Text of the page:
Wednesday, October 12, 2016

working symphony



Symphony No. 2, Op. 38, "Mesopotamia"
Fazıl Say

Borusan Istanbul Philharmonic Orchestra, Gürer Aykal
Carolina Eyck, theremin
Çağatay Akyol, bass recorder
Bülent Evcil, bass flute
Fazıl Say, piano

00:18 - Two Children in the Plain
06:36 - Tigris River
09:49 - About the Culture of Death
15:51 - Melodrama
19:41 - Sun
22:48 - Moon
26:36 - Bullet
32:26 - Euphrates River
36:32 - About War
41:17 - Ballad of Mesopotamia

(the Euphrates River movement is quite astounding)




Istanbul Symphony (2009) [42.28]
Burcu Karadag (ney); Hakan Güngör (kanun); Aykut Köserli (Turkish percussion)

Borusan Istanbul Philharmonic Orchestra/Gürer Aykal


and an excellent review here.
"This eclectic Symphony starts and ends with the sea. I am reminded that as you approach the city by boat, as I did, the vast space of colour filled with water causes a shiver up the spine. The opening movement is entitled Nostalgia but in a sense the whole work is one big nostalgia trip as the composer takes us on a journey around old Istanbul. "
(how beautiful)




Hezarfen - Concerto for Ney and Orchestra Op. 39 (2011) [25.42]
Fazıl Say

Burcu Karadag (ney); Aykut Köserli (percussion)
The Orchestra of Nationaltheater Mannheim/Dan Ettinger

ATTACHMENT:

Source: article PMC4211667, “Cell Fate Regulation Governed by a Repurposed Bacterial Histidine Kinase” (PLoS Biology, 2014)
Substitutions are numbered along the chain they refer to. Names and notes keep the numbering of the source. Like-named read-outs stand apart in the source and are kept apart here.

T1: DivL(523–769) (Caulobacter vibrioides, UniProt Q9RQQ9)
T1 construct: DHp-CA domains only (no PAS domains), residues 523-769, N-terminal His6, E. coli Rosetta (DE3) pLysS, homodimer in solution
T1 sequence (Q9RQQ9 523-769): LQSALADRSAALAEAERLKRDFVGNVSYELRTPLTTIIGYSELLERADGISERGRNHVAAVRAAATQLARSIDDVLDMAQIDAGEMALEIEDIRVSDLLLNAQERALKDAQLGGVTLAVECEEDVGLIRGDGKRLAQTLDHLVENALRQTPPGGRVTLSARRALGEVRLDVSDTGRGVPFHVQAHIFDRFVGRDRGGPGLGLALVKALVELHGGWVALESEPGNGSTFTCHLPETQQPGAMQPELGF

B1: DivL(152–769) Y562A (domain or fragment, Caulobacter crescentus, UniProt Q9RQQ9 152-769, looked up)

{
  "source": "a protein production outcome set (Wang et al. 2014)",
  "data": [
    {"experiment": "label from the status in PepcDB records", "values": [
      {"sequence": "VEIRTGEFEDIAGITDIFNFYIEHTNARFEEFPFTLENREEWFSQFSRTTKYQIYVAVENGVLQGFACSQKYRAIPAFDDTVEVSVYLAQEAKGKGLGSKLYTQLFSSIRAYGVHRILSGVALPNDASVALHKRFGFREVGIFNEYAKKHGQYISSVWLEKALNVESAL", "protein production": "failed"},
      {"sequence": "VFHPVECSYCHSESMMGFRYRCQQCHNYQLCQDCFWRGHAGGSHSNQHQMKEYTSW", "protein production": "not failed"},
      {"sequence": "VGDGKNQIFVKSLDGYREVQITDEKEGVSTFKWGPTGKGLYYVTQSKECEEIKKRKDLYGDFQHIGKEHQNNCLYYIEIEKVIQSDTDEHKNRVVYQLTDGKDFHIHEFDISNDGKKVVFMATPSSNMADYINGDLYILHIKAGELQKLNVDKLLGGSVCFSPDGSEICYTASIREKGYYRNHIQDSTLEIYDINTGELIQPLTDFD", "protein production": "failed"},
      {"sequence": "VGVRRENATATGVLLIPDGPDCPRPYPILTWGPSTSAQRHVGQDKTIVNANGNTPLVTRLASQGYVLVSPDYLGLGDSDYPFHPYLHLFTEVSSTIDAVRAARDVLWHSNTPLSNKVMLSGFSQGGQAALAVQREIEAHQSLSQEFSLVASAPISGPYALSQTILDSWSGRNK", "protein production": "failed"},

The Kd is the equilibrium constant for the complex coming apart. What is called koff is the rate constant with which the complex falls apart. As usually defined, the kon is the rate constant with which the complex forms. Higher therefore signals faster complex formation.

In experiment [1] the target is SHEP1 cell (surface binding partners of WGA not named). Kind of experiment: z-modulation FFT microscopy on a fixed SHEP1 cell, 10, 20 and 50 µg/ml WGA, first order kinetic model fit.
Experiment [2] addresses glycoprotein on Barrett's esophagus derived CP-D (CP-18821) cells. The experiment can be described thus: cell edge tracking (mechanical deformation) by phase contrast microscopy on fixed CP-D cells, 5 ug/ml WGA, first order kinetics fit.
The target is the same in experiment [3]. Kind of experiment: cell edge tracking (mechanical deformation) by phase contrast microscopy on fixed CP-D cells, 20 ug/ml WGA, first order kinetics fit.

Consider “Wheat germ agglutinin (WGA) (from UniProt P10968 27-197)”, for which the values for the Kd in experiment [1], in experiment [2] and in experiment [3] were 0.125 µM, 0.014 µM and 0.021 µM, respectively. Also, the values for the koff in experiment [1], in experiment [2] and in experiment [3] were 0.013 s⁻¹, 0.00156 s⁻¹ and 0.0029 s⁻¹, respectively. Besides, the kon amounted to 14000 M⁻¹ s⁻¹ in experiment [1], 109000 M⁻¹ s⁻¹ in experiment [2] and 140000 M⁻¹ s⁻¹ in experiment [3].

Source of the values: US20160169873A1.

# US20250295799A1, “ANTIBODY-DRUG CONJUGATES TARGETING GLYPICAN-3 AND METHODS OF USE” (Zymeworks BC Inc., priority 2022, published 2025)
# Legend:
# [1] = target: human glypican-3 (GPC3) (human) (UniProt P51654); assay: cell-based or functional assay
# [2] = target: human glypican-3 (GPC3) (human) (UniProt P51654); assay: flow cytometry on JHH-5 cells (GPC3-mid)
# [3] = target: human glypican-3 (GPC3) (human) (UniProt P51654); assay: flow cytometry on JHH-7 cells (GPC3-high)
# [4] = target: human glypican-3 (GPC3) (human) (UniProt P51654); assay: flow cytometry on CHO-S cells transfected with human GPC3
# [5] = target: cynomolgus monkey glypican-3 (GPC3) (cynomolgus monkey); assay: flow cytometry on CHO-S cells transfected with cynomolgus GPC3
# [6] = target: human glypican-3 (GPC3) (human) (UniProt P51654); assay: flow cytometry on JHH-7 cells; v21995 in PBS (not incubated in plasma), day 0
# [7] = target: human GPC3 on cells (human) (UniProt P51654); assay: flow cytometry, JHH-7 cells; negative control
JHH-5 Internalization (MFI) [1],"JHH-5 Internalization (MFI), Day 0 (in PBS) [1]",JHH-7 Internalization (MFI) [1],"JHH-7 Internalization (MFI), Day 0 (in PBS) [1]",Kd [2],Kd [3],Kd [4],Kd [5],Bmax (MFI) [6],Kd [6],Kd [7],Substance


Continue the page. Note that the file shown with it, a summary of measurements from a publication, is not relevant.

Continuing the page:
rec. live, premiere, 6 March 2012, Rosengarten Mannheim, Germany
Istanbul Symphony (2009) [42.28]
Burcu Karadag (ney); Hakan Güngör (kanun); Aykut Köserli (Turkish percussion)
Borusan Istanbul Philharmonic Orchestra/Gürer Aykal

notes by the composer:
"Istanbul Symphony" Album
September 20, 2012 at 11:29pm

Istanbul Symphony is a live concert album by Turkish classical pianist and composer Fazıl Say, will be released on September 24, 2012 on Naive. Produced by Fazıl Say, the album was recorded during live concerts which took place in Istanbul and Mannheim in 2009 and 2011.

Istanbul Symphony is inspired by the city of Istanbul in Turkey, with each movement being representative of something unique and specific about the city. Much of this inspiration appears to have come from places within and around the city that Say has called home for almost ten years. In Hezarfen, Say’s inspiration is Hezârfen Ahmed Çelebi, the Ottoman era aviator said to have achieved flight during the 17th Century when he flew from Galata Tower to Doğancılar square in Üsküdar.

“Istanbul Symphony”op. 28 Movements

I. Nostalgia
The first movement of the Istanbul Symphony starts with the rustling of the Sea of Marmara. As you know, there are instruments which produce the sound of waves. I used one of these instruments called “ocean waves” in the beginning of the Istanbul Symphony. The symphony rises and surfaces from the depths of the sea, and at the very end, the end of the 7th movement, the music will again be buried in the sea, back to where it came from. What I mean by nostalgia is this: we are taking a journey back to Istanbul of the 1940s or maybe the 1910s, an unknown date, but a time when Istanbul was still beautiful, romantic and nostalgic.